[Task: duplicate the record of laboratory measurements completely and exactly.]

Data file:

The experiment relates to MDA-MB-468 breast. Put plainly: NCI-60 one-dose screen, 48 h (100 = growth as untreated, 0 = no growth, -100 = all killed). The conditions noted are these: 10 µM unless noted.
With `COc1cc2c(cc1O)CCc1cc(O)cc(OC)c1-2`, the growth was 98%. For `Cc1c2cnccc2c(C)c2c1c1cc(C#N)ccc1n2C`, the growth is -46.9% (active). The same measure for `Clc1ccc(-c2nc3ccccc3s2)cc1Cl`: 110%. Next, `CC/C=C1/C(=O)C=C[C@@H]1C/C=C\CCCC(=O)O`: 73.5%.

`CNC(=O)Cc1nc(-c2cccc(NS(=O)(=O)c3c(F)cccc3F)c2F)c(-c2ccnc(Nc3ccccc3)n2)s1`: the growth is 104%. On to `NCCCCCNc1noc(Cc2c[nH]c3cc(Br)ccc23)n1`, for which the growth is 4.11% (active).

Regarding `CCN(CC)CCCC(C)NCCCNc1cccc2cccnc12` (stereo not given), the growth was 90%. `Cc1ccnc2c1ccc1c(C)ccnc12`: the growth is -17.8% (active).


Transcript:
The experiment relates to MDA-MB-468 breast. Put plainly: NCI-60 one-dose screen, 48 h (100 = growth as untreated, 0 = no growth, -100 = all killed). The conditions noted are these: 10 µM unless noted.
With `COc1cc2c(cc1O)CCc1cc(O)cc(OC)c1-2`, the growth was 98%. For `Cc1c2cnccc2c(C)c2c1c1cc(C#N)ccc1n2C`, the growth is -46.9% (active). The same measure for `Clc1ccc(-c2nc3ccccc3s2)cc1Cl`: 110%. Next, `CC/C=C1/C(=O)C=C[C@@H]1C/C=C\CCCC(=O)O`: 73.5%.

`CNC(=O)Cc1nc(-c2cccc(NS(=O)(=O)c3c(F)cccc3F)c2F)c(-c2ccnc(Nc3ccccc3)n2)s1`: the growth is 104%. On to `NCCCCCNc1noc(Cc2c[nH]c3cc(Br)ccc23)n1`, for which the growth is 4.11% (active).

Regarding `CCN(CC)CCCC(C)NCCCNc1cccc2cccnc12` (stereo not given), the growth was 90%. `Cc1ccnc2c1ccc1c(C)ccnc12`: the growth is -17.8% (active).